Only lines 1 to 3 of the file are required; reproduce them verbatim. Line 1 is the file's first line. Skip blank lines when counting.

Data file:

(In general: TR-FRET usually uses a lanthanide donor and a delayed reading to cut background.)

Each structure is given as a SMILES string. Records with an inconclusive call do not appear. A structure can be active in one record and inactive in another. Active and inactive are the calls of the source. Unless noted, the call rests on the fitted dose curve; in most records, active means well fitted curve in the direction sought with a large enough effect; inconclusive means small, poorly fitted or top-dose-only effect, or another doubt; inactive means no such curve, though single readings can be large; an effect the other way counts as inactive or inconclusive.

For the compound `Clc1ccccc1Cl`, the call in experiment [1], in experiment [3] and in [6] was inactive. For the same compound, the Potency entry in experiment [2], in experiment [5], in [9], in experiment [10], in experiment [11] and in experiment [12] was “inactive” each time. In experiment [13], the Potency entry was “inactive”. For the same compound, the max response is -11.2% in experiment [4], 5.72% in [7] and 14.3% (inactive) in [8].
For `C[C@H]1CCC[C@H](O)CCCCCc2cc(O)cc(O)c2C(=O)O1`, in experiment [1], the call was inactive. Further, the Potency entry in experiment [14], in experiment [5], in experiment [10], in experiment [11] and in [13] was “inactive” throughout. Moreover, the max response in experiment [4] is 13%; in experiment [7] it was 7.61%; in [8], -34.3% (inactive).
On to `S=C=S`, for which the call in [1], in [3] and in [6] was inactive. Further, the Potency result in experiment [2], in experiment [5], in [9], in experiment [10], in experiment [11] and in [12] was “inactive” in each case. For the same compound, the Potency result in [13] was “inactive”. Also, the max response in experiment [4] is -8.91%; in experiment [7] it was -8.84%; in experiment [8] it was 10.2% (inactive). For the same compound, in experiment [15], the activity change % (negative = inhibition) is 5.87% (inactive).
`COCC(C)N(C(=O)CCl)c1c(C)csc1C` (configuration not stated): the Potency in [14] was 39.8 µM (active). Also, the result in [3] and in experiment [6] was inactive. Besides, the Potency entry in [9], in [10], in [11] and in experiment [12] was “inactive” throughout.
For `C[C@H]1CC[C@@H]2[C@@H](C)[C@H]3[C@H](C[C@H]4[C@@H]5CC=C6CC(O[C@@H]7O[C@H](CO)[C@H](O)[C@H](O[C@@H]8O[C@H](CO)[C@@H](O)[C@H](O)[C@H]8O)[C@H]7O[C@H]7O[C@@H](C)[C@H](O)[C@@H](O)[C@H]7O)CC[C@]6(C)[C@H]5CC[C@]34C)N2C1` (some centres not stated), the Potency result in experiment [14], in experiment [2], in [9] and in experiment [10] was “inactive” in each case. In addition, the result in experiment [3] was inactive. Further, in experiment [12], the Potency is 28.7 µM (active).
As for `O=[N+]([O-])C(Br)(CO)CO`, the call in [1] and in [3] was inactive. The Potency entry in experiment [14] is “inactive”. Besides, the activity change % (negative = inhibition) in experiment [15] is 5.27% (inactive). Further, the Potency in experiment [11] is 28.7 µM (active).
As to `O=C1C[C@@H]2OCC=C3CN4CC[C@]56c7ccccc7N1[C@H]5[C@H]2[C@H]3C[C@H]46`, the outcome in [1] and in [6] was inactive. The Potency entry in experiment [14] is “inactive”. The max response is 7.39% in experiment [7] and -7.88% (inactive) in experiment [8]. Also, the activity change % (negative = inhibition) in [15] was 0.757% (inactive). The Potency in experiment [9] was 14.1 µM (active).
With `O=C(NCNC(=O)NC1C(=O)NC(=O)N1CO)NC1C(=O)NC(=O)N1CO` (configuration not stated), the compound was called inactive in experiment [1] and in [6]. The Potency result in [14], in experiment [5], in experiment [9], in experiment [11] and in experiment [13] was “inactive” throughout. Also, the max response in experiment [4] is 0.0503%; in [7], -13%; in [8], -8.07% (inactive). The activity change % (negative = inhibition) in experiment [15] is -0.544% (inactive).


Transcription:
(In general: TR-FRET usually uses a lanthanide donor and a delayed reading to cut background.)

Each structure is given as a SMILES string. Records with an inconclusive call do not appear. A structure can be active in one record and inactive in another. Active and inactive are the calls of the source. Unless noted, the call rests on the fitted dose curve; in most records, active means well fitted curve in the direction sought with a large enough effect; inconclusive means small, poorly fitted or top-dose-only effect, or another doubt; inactive means no such curve, though single readings can be large; an effect the other way counts as inactive or inconclusive.

For the compound `Clc1ccccc1Cl`, the call in experiment [1], in experiment [3] and in [6] was inactive. For the same compound, the Potency entry in experiment [2], in experiment [5], in [9], in experiment [10], in experiment [11] and in experiment [12] was “inactive” each time. In experiment [13], the Potency entry was “inactive”. For the same compound, the max response is -11.2% in experiment [4], 5.72% in [7] and 14.3% (inactive) in [8].